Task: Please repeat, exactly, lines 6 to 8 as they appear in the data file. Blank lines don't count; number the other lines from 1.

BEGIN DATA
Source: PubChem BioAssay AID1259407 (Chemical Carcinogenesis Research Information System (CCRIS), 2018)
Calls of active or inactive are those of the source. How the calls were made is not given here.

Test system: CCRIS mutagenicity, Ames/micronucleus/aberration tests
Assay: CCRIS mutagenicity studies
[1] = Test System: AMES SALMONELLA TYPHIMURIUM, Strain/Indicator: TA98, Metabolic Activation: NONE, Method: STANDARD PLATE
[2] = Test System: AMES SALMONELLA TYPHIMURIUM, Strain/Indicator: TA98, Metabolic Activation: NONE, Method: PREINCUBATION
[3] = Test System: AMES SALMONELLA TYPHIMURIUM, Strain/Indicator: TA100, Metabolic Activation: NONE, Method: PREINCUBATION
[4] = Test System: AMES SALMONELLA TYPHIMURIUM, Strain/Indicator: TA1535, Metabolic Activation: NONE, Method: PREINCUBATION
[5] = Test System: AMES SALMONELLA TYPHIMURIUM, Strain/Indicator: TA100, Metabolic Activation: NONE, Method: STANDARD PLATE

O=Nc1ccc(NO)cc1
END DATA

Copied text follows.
[2] = Test System: AMES SALMONELLA TYPHIMURIUM, Strain/Indicator: TA98, Metabolic Activation: NONE, Method: PREINCUBATION
[3] = Test System: AMES SALMONELLA TYPHIMURIUM, Strain/Indicator: TA100, Metabolic Activation: NONE, Method: PREINCUBATION
[4] = Test System: AMES SALMONELLA TYPHIMURIUM, Strain/Indicator: TA1535, Metabolic Activation: NONE, Method: PREINCUBATION